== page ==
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Sell safely on eBay

Take advantage of eBay opportunities, stay safe and avoid the fraudsters

When most people think of eBay they think of collectors and car boot sales, but the famous auction site is good for business too. In fact, 10,000 companies in the UK make a living solely on eBay.

Quote�10,000 companies in the UK make a living solely on eBay.�End Quote

Back when I was running my games company, we had a basement full of redundant stuff. Some of it was quite valuable - old phone exchanges and almost-new computers. Today, all that would have gone on eBay, helping the bottom line and clearing the space for something more useful.

However, eBay is also useful for selling what you make, whether it's clearing out excess stock or selling online to a huge market without the hassle of setting up your own e-commerce store. Think of it as affordable e-commerce website hosting.

Horror stories

We've all heard horror stories of people being ripped off on eBay and so I asked Garreth Griffith, head of trust and safety at eBay UK, how companies can succeed and protect themselves on his site.

He advises businesses to start by putting themselves in the customer's shoes for a minute. It's all about trust, so think about what a customer needs to do business with you:

Over-describe products to avoid misunderstandings and stand out from less professional competitors.

Add a returns policy or warranty to give the buyer some reassurance about doing business with you.

Use the feedback mechanism to get the best possible rating. Give good customer service so that a bad transaction doesn't escalate into negative feedback.

Set up an 'about me' page on the site. You can post things like your company address and phone number there.

Provide trustworthy payment mechanisms. Sign up for PayPal. Follow eBay's own recommendations, and don't accept Western Union or other money transfer payments.

Then we moved on to how to protect yourself as a seller. "The main risk for businesses is being targeted in some way by fraudsters or malicious buyers," says Griffith. Be very wary of offers and deals that seem too good to be true. Don't ship goods until you are certain - absolutely certain - that you have the payment.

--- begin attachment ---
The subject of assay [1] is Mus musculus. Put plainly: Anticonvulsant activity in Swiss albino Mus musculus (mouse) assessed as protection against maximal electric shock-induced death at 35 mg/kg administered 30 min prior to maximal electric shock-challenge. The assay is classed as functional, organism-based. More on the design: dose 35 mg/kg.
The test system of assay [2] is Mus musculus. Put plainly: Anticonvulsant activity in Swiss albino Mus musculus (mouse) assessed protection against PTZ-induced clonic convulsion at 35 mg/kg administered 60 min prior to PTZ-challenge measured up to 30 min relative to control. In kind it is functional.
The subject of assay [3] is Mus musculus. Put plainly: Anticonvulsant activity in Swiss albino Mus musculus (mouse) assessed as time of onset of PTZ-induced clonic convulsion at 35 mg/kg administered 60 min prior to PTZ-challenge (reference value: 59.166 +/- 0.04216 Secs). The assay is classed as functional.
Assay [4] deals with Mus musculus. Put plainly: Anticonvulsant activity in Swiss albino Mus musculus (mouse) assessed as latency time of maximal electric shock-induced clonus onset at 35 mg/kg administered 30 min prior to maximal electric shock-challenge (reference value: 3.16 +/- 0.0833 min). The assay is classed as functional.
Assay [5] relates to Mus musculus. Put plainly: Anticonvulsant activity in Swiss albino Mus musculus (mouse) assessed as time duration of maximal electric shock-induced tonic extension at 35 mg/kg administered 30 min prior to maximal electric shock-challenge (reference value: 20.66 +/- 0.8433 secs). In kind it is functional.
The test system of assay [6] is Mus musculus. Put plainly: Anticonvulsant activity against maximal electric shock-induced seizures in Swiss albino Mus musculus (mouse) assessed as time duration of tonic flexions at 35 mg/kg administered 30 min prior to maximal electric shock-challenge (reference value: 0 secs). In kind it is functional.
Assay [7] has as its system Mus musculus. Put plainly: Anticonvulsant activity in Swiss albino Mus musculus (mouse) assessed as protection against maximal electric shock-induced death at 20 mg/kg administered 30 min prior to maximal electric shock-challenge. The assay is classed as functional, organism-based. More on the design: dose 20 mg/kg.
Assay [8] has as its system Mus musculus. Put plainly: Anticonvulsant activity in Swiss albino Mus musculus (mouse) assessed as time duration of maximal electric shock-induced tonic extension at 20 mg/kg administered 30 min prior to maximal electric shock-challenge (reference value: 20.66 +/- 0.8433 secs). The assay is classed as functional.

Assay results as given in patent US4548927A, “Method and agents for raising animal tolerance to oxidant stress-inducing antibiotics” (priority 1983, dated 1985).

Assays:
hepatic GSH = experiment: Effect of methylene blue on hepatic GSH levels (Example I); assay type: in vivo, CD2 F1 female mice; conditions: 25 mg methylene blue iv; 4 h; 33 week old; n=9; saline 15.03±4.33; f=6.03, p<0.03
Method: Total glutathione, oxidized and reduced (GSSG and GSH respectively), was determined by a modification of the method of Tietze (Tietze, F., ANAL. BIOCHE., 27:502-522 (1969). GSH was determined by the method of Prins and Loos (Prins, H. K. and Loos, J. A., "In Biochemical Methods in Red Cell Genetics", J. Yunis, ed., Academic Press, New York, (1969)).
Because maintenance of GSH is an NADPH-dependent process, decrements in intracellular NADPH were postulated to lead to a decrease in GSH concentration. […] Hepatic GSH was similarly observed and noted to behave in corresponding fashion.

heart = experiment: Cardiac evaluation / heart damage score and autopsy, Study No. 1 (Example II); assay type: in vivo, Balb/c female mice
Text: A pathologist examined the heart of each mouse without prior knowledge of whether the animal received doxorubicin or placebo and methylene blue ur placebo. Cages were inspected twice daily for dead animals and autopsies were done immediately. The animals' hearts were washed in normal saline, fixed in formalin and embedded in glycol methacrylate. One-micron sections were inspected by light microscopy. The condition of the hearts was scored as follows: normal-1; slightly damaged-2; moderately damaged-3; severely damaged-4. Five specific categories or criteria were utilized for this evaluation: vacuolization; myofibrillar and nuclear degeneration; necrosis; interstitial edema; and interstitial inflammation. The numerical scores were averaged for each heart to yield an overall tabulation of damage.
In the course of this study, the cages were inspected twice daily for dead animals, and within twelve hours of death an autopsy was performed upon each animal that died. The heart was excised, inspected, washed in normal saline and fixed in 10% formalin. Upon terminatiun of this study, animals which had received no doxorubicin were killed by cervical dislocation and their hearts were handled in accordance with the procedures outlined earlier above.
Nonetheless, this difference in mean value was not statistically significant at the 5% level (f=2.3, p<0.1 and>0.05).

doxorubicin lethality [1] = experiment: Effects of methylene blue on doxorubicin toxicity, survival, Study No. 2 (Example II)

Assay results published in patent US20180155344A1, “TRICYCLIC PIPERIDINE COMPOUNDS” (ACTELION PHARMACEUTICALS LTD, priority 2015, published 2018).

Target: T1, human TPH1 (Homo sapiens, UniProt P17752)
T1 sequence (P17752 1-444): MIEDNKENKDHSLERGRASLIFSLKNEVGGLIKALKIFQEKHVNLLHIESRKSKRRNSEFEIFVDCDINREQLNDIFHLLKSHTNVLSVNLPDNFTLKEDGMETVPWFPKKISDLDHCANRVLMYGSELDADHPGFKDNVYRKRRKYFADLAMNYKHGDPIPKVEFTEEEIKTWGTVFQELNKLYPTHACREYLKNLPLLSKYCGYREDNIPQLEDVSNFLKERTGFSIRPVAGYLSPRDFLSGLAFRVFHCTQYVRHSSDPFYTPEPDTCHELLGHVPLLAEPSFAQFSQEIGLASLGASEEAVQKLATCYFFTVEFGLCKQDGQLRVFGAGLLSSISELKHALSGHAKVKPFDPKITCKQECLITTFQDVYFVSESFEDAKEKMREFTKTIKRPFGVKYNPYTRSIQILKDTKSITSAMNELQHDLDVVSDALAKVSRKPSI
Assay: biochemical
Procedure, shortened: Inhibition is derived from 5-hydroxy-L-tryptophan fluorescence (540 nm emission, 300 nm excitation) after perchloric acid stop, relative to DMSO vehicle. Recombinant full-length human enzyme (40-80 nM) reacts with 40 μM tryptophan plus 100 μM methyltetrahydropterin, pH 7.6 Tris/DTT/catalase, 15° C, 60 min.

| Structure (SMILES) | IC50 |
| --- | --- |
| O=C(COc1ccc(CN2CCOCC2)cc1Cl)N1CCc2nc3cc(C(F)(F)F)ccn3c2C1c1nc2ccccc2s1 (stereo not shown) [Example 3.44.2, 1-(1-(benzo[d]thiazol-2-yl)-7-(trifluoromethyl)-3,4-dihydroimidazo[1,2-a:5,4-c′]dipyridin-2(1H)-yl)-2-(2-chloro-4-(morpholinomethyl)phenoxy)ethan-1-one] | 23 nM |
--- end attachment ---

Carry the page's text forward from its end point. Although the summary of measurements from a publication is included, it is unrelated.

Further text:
Buyer requirements

Quote�You can exclude bids from countries you don't ship to or buyers with negative feedback.�End Quote

Use eBay's buyer requirements tools to control who can buy from you. For example, you can exclude bids from countries you don't ship to or buyers with negative feedback, unpaid item strikes or who aren't signed up with PayPal.

You should also watch out for email and other phishing scams. This is especially true in businesses where more than one person has access to the company account. So control access and educate employees. Make sure your computer is fully protected against viruses and so on.

Finally, Garreth had a few tips about making life easier on eBay:

Use Turbo Lister or Selling Manager Pro rather than online forms for listing items. It's much more efficient if you have lots of items to post. Big sellers can use very sophisticated third party auction management tools like Market Works or Channel Advisor.

Consider listing stock items using the 'shop inventory format' as these don't have end dates like ordinary market format auctions. In fact they look more like conventional e-commerce listings although you can still list items in the normal market place to attract attention to your shop.

Consider using a professional to advise you. A trading assistant - an expert seller who is independent of eBay - can be a great way to get started. Typically they take a percentage of the transaction value (just like a retailer).

However, Garreth saved the most important bit of advice to last: "eBay is a lot of work to do properly. It takes more effort than people think." You need to plan ahead and think about security as well as business to make the most of it.

What next?

Learn more about selling on eBay, and read about some businesses that do it already, with our guide to running an eBay shop.

You can get general advice about using auction sites safely from Get Safe Online.

Matthew writes a new column every fortnight. Subscribe and get each edition direct to your inbox.

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